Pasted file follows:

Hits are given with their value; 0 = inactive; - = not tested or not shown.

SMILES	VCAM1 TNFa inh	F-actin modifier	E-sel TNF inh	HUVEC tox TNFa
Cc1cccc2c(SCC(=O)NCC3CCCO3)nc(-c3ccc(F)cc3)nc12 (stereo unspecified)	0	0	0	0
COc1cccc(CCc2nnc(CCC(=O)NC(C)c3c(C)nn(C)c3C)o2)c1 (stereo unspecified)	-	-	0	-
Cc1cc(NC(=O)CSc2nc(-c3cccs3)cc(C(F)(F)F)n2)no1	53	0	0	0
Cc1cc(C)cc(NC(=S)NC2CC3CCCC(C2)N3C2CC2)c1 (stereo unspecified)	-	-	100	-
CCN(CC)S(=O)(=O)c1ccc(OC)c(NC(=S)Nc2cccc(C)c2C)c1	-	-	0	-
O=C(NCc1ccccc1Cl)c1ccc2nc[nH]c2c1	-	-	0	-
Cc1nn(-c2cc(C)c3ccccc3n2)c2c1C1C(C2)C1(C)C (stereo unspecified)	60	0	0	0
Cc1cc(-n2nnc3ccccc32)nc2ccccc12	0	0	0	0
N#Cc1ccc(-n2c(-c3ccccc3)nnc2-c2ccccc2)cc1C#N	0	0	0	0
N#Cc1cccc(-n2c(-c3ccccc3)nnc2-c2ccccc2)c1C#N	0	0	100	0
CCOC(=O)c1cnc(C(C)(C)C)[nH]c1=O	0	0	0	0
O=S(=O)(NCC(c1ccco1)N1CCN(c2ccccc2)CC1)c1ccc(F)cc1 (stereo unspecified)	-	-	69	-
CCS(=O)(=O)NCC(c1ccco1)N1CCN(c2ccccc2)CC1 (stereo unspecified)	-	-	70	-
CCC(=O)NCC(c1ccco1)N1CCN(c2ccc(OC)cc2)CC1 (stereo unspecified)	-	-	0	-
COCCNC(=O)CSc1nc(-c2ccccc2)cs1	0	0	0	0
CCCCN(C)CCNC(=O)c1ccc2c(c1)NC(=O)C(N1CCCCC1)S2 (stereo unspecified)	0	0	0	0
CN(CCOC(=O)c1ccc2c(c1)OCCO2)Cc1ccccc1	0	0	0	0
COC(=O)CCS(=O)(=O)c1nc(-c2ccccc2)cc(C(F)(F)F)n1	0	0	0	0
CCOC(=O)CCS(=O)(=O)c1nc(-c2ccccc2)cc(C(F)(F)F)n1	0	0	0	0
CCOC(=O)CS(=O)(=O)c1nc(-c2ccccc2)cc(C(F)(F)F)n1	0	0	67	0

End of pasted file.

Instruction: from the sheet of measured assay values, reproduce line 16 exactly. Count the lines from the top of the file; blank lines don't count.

CCC(=O)NCC(c1ccco1)N1CCN(c2ccc(OC)cc2)CC1 (stereo unspecified)	-	-	0	-